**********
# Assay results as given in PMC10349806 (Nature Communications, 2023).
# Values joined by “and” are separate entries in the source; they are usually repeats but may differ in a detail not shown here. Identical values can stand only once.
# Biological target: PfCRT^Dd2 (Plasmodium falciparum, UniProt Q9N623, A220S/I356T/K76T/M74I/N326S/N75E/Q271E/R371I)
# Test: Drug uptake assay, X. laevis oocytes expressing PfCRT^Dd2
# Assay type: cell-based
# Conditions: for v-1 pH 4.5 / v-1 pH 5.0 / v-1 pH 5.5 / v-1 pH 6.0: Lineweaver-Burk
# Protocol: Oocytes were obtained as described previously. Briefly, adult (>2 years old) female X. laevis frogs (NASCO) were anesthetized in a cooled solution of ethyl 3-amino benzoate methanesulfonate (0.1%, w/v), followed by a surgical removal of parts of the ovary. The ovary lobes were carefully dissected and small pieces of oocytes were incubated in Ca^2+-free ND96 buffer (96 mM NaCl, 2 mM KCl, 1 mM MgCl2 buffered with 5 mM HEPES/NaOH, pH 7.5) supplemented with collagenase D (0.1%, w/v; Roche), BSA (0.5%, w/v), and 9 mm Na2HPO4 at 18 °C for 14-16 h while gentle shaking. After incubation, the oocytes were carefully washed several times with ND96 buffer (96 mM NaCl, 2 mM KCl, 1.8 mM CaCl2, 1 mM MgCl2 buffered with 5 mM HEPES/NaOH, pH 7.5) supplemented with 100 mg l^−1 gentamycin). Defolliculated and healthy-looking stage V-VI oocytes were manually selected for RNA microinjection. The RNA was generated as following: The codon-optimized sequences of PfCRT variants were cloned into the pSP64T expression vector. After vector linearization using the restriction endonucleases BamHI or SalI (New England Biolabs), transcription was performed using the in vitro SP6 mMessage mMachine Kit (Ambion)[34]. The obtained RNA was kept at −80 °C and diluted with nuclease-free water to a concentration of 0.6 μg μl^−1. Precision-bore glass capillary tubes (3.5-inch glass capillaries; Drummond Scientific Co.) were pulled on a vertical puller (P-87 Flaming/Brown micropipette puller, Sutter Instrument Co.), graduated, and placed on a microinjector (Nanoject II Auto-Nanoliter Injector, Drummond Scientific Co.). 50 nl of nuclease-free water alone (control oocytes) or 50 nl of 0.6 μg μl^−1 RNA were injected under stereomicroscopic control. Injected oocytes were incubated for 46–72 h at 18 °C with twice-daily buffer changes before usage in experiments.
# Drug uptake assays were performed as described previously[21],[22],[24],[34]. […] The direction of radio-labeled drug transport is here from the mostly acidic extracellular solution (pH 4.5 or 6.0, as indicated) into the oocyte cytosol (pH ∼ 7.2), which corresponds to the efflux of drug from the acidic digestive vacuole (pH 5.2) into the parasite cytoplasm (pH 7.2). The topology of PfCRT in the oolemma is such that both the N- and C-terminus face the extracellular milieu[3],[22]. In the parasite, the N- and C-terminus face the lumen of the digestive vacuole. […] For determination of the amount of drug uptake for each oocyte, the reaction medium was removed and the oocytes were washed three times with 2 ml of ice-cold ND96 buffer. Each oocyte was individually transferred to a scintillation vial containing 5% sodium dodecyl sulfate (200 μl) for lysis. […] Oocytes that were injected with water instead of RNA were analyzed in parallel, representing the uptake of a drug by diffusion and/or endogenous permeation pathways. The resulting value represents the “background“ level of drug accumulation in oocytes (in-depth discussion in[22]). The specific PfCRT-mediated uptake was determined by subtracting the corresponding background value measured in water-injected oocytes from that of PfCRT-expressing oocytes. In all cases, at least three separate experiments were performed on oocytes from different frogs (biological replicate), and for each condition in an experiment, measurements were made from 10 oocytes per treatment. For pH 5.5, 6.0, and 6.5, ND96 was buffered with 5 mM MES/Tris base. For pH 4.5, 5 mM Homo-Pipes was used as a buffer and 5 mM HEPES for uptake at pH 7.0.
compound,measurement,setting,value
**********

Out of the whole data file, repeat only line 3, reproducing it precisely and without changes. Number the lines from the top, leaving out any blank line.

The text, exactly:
# Biological target: PfCRT^Dd2 (Plasmodium falciparum, UniProt Q9N623, A220S/I356T/K76T/M74I/N326S/N75E/Q271E/R371I)